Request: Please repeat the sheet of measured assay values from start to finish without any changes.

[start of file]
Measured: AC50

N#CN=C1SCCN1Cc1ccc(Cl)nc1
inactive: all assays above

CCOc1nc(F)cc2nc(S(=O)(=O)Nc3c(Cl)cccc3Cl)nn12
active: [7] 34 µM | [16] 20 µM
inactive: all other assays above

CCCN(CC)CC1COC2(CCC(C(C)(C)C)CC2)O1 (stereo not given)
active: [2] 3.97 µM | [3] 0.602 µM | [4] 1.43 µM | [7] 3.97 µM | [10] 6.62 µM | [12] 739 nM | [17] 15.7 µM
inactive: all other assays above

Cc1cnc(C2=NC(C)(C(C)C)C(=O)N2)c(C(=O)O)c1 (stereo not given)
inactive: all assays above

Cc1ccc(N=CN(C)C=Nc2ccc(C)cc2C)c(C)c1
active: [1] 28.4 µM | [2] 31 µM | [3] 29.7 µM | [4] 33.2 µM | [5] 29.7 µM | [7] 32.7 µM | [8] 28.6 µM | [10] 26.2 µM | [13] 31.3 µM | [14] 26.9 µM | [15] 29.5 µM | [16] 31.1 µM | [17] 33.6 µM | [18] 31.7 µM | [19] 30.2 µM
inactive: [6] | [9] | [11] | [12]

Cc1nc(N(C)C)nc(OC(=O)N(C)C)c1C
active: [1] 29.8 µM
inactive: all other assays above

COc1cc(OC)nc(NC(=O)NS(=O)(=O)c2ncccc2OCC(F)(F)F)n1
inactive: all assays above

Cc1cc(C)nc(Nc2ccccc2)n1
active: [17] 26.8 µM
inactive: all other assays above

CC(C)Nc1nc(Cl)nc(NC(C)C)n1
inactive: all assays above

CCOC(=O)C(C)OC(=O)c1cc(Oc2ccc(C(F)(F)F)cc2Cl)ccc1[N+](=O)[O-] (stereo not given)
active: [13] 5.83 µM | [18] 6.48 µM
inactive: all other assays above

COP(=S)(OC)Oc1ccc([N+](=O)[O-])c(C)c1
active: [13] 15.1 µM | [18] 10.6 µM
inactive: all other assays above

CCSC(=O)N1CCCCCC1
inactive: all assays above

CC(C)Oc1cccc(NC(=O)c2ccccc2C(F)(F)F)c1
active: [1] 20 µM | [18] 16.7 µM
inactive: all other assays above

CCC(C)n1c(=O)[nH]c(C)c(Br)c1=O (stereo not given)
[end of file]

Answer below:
Measured: AC50

N#CN=C1SCCN1Cc1ccc(Cl)nc1
inactive: all assays above

CCOc1nc(F)cc2nc(S(=O)(=O)Nc3c(Cl)cccc3Cl)nn12
active: [7] 34 µM | [16] 20 µM
inactive: all other assays above

CCCN(CC)CC1COC2(CCC(C(C)(C)C)CC2)O1 (stereo not given)
active: [2] 3.97 µM | [3] 0.602 µM | [4] 1.43 µM | [7] 3.97 µM | [10] 6.62 µM | [12] 739 nM | [17] 15.7 µM
inactive: all other assays above

Cc1cnc(C2=NC(C)(C(C)C)C(=O)N2)c(C(=O)O)c1 (stereo not given)
inactive: all assays above

Cc1ccc(N=CN(C)C=Nc2ccc(C)cc2C)c(C)c1
active: [1] 28.4 µM | [2] 31 µM | [3] 29.7 µM | [4] 33.2 µM | [5] 29.7 µM | [7] 32.7 µM | [8] 28.6 µM | [10] 26.2 µM | [13] 31.3 µM | [14] 26.9 µM | [15] 29.5 µM | [16] 31.1 µM | [17] 33.6 µM | [18] 31.7 µM | [19] 30.2 µM
inactive: [6] | [9] | [11] | [12]

Cc1nc(N(C)C)nc(OC(=O)N(C)C)c1C
active: [1] 29.8 µM
inactive: all other assays above

COc1cc(OC)nc(NC(=O)NS(=O)(=O)c2ncccc2OCC(F)(F)F)n1
inactive: all assays above

Cc1cc(C)nc(Nc2ccccc2)n1
active: [17] 26.8 µM
inactive: all other assays above

CC(C)Nc1nc(Cl)nc(NC(C)C)n1
inactive: all assays above

CCOC(=O)C(C)OC(=O)c1cc(Oc2ccc(C(F)(F)F)cc2Cl)ccc1[N+](=O)[O-] (stereo not given)
active: [13] 5.83 µM | [18] 6.48 µM
inactive: all other assays above

COP(=S)(OC)Oc1ccc([N+](=O)[O-])c(C)c1
active: [13] 15.1 µM | [18] 10.6 µM
inactive: all other assays above

CCSC(=O)N1CCCCCC1
inactive: all assays above

CC(C)Oc1cccc(NC(=O)c2ccccc2C(F)(F)F)c1
active: [1] 20 µM | [18] 16.7 µM
inactive: all other assays above

CCC(C)n1c(=O)[nH]c(C)c(Br)c1=O (stereo not given)